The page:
MYXOMYCETES 27 - Spore Release

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Walter Piorkowski
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Joined: Mon Aug 14, 2006 6:42 pm
Location: South Beloit, Ill

MYXOMYCETES 27 - Spore Release

Post by Walter Piorkowski »

Image

Image

Image

Top image:
Horizontal FOV 2.5mm
Canon 10D
Canon 20mm macro @ f/5.6 on extension tubes
Series of 30 images @ .001 inch increments
Diffused dual fiber optic illumination
Combine ZM, Photoshop

Middle image:
Horizontal FOV 1mm
Canon 10D
Canon 20mm macro @ f/3.5 on extension tubes
Series of 66 images @ .0005 inch increments
Diffused dual fiber optic illumination
Combine ZM, Photoshop


Bottom Image:
Horizontal FOV 5.0mm
Canon 10D
Canon 35mm macro @ f/4 on extension tubes
Series of 42 images @ .002 inch increments
Diffused dual fiber optic illumination
Combine ZM, Photoshop



Continuing with some educational type images, I pick up here were I left off on MYXOMYCETES XIII - Emergence to Spore Release and complete that series. These subjects are the same species and show a continuation of the spore release process. The top image shows the progression of dehiscence, the term applied to the splitting of the peridium of a mature fruiting body. All of the peridium is now gone but the capillitium remains tightly woven holding some of its shape.

As can be seen in the middle frame close-up, spores still remain attached in the entangling mass if the capillitium (seen as black in this image). The image stacking software does a pretty nice job of showing these extremely fine details. This is the most highly magnified macro image that I have ever taken. For an even more magnified view of a similar type of capillitium please see my earlier post on the microscopy web site back in January 8th of this year – Capillitium and spores of Trichia faviginea.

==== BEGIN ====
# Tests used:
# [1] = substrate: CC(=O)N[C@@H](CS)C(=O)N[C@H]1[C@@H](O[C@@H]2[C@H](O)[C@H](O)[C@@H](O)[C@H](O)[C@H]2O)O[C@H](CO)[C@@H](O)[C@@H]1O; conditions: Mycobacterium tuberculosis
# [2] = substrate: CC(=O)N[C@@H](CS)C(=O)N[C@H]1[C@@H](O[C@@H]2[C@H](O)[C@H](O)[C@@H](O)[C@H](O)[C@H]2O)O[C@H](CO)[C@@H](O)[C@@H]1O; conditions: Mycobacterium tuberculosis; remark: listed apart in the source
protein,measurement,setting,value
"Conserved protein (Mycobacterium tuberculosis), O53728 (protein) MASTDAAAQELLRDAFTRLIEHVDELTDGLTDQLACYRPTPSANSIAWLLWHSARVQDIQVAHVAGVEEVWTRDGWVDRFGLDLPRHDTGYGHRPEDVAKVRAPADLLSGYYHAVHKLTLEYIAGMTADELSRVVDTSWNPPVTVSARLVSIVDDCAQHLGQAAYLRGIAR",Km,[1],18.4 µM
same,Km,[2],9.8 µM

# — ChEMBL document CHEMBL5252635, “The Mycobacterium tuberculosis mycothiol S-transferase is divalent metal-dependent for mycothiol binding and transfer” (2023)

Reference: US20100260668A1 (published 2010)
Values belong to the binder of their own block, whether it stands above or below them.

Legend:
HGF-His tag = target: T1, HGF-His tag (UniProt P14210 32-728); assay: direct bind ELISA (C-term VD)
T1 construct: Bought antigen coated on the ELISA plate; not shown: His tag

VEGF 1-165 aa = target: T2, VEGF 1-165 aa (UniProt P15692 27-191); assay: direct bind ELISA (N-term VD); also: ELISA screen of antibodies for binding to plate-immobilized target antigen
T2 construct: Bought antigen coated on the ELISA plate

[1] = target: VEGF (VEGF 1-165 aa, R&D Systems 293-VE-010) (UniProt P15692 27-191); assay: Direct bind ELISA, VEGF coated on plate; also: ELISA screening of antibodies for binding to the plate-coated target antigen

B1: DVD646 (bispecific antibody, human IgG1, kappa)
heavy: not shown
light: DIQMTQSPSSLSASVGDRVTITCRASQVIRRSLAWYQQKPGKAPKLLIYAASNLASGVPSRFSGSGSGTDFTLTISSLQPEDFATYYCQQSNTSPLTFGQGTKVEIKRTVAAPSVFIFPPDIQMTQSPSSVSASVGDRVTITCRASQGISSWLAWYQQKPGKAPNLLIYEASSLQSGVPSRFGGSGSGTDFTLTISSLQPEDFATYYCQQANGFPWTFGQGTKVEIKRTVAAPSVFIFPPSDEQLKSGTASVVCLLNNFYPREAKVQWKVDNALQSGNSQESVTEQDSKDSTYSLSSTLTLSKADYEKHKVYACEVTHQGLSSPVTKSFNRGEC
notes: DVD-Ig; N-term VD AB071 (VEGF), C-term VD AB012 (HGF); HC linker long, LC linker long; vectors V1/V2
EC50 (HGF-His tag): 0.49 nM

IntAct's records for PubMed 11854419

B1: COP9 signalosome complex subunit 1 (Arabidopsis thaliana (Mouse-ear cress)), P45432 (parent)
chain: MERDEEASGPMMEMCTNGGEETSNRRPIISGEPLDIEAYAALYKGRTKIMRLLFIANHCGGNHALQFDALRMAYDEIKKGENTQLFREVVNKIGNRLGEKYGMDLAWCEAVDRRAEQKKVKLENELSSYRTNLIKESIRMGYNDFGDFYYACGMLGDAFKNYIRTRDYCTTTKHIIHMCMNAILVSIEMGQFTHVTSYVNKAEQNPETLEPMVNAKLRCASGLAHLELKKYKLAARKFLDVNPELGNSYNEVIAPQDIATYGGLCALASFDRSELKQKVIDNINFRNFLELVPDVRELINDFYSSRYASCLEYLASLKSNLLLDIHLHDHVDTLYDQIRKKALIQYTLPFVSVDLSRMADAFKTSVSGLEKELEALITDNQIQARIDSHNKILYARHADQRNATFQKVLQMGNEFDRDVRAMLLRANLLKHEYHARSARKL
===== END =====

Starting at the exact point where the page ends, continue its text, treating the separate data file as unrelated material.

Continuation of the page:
The lower image shows two other subjects of the same species in my lab. The final release of the spores can take place without wind or water as the spores will fall out, in mass, on their own. The yellow material at the base of the two fully dehisced fruiting bodies are the piles of spores released in the process of the myxomycete life cycle. No air movement was provided.

This series, to the best of my research capabilities, has been on the myxo Hemitrichia calyculata.

Walt
Last edited by Walter Piorkowski on Sat Oct 13, 2007 3:12 pm, edited 1 time in total.

MacroLuv
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Post by MacroLuv »

Greaaaaat! :D :smt023
The meaning of beauty is in sharing with others.

P.S.
Noticing of my "a" and "the" and other grammar
errors are welcome. :D

rjlittlefield
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Post by rjlittlefield »

Unique, educational, and beautiful! :D

You just keep raising the bar. This is a good thing! :smt023

--Rik

Adrian
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Post by Adrian »

very cool.

Ken Ramos
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Post by Ken Ramos »

Getting in pretty close with those extention tubes, eh Walt? Great shots, I need to try out my 25mm tube one of these days. :D

Bruce Williams
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Post by Bruce Williams »

You produce some amazing work Walt - more than worthy of publication IMO.

Bruce :D

tpe
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Location: Copenhagen Denmark

Post by tpe »

Great pictures, and really appreciate the explanations, allways good to learn something interesting with the pictures.

tim

Walter Piorkowski
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Joined: Mon Aug 14, 2006 6:42 pm
Location: South Beloit, Ill

Post by Walter Piorkowski »

Thank you all for your kind words and comments. They are much appreciated. Myxo season is winding down here for my part of the continent. I hope over the winter months to do some photomicroscopy on these subjects.
Walt

beetleman
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Location: Southern New Hampshire USA

Post by beetleman »

I always save your posts for last Walter, so I can just stare at the fine detail and try and think of something to say about them that I have not said already in all your other jaw dropping posts. Nature at the extremes.
Take Nothing but Pictures--Leave Nothing but Footprints.
Doug Breda

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